With Trump in trouble, Republicans step up attacks on DoJ and FBI

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When Merrick Garland was nominated to the United States Supreme Court by Barack Obama, Republicans refused to grant him a hearing. Now that Garland is America’s top law enforcement official, the party seems ready to give him one after all — an impeachment hearing.

Capitol Hill Republicans are stepping up a gear in a full-scale assault on the Justice Department and the Federal Bureau of Investigation that would have been unthinkable before Donald Trump’s rise to power. The party that for half a century claimed the mantle of law and order has, critics say, become a cult of personality bent on discrediting and dismantling the institutions that hinder Trump.

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“I often think, what would Richard Nixon say?” observed Larry Sabato, director of the Center for Politics at the University of Virginia. “He was the original president of ‘law and order,’ with that slogan. What would he think now that the party is attacking the main institutions of law and order, at least at the federal level? The law and order party has become the paranoid party.

The trend, apparent for years, has become palpable since Republicans took tight control of the House of Representatives in January. Within a month, they had set up a panel, chaired by Trump loyalist Jim Jordan, to investigate “the militarization of the federal government” and examine what they allege was the politicization of the Justice Department and the FBI. against the conservatives.

Their frustrations intensified last month when Trump became the first former president to face federal criminal charges, for his alleged mishandling of classified documents. Far from convicting a potential violator within their own ranks, nearly every rival to Trump for the presidential nomination in 2024 has accused the FBI of political bias, with some even calling for its abolition and vowing to pardon him if elected.

Many Republicans then spoke of a ‘two-tier’ justice system when Joe Biden’s son, Hunter, reached a plea deal with federal prosecutors on tax evasion and gun possession charges that will keep him out of harm’s way. prison. A former Internal Revenue Service (IRS) employee has alleged political interference in the investigation and accused Garland of not telling Congress the truth, a claim Garland denies.

Some Republicans, especially on the far right, are now demanding Garland’s removal, a punishment that no cabinet member has faced since 1876. Kevin McCarthy, the Speaker of the House, recently told the conservative Fox News network: “Someone lied here. If we find out Garland lied to Congress, we’ll launch an impeachment inquiry.

Meanwhile, FBI Director Christopher Wray discovers that his status as a Trump appointee offers no immunity from the Republican onslaught.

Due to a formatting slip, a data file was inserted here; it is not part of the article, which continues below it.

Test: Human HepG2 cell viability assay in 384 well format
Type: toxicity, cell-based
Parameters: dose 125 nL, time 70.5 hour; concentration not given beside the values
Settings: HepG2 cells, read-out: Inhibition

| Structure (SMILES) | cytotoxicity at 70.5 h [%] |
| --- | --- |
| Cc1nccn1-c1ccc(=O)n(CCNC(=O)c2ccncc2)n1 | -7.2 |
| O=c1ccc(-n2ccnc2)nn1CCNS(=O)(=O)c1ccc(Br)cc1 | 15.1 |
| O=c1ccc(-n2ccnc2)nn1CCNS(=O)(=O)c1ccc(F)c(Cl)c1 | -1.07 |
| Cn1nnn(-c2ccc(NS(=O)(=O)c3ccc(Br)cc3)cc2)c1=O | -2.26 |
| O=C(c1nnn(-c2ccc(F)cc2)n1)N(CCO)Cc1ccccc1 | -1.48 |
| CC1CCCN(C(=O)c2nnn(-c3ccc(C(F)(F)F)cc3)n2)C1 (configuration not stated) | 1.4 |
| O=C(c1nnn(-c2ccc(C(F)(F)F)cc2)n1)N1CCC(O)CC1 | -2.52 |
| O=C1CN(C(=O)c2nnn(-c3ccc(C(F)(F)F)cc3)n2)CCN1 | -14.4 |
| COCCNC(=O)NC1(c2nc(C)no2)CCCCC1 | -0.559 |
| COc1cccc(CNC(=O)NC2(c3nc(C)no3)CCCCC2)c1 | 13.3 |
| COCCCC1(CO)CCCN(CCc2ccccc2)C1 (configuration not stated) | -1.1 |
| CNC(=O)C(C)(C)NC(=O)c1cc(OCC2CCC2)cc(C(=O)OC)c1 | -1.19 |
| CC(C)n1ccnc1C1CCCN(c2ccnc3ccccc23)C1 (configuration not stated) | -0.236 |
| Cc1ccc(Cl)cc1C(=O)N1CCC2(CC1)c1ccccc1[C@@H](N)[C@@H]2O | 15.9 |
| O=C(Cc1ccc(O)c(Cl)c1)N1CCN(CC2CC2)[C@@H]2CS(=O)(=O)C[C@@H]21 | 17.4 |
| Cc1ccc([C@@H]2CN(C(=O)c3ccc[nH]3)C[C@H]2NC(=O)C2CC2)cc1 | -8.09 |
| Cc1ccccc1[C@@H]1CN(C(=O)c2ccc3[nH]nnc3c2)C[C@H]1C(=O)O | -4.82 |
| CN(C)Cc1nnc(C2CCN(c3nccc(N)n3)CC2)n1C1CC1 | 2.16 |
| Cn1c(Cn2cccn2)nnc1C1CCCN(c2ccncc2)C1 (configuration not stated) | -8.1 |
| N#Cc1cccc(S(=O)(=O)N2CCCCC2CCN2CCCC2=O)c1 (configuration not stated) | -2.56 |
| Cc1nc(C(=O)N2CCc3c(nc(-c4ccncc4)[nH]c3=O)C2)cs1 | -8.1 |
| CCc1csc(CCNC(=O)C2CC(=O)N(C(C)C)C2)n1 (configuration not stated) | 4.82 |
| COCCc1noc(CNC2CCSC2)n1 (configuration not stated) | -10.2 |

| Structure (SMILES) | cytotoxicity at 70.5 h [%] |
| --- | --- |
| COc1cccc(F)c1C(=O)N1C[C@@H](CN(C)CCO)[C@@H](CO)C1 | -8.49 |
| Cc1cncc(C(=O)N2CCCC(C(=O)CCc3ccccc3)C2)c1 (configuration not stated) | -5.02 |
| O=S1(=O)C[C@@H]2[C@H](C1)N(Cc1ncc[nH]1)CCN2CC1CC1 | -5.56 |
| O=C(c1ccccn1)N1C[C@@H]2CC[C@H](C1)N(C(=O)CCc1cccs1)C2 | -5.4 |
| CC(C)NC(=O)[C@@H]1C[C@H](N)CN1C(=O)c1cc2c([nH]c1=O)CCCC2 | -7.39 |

In May, Congresswoman Marjorie Taylor Greene of Georgia, a prominent Trump ally, filed articles of impeachment against him, claiming that “the FBI intimidated, harassed and entrapped American citizens who were considered as enemies of the Biden regime” and that he “turned the FBI into the personal police force of Joe Biden and Merrick Garland” with “Soviet-style tactics.”

Last month, the House Oversight Committee was poised to scorn Wray until it agreed to let all of its members review a 2020 document containing corruption allegations against Biden — allegations that officials say Democrats, were scrutinized and rejected by the Justice Department during Trump’s presidency.

Wray is now set to testify at a House Judiciary Committee hearing, chaired by Jordan, on Wednesday, with topics likely to include Trump’s indictment, Hunter’s plea deal and criticism of the special counsel John Durham on the FBI’s Russia investigation.

Greene also introduced articles of impeachment against Biden and other cabinet members and indicated she intended to force floor votes on her resolutions. It would undoubtedly create a spectacle for conservative television outlets and satisfy a grassroots “Make America great again” (Maga) desire to avenge Trump after years of hearings he was accused of.

However, any impeachment would be dead when it arrives in the Democratic-controlled Senate and could backfire on the electorate as a whole, with many voters sensing a desperate attempt to distract from policy debates.

Sabato commented, “It would excite their activists, but most Americans would be pushed back and shake their heads and say, these people need to get their house in order, so we’ll consider voting for them.” I’m sure Biden, in a way, hopes he’ll be impeached, and so are the others.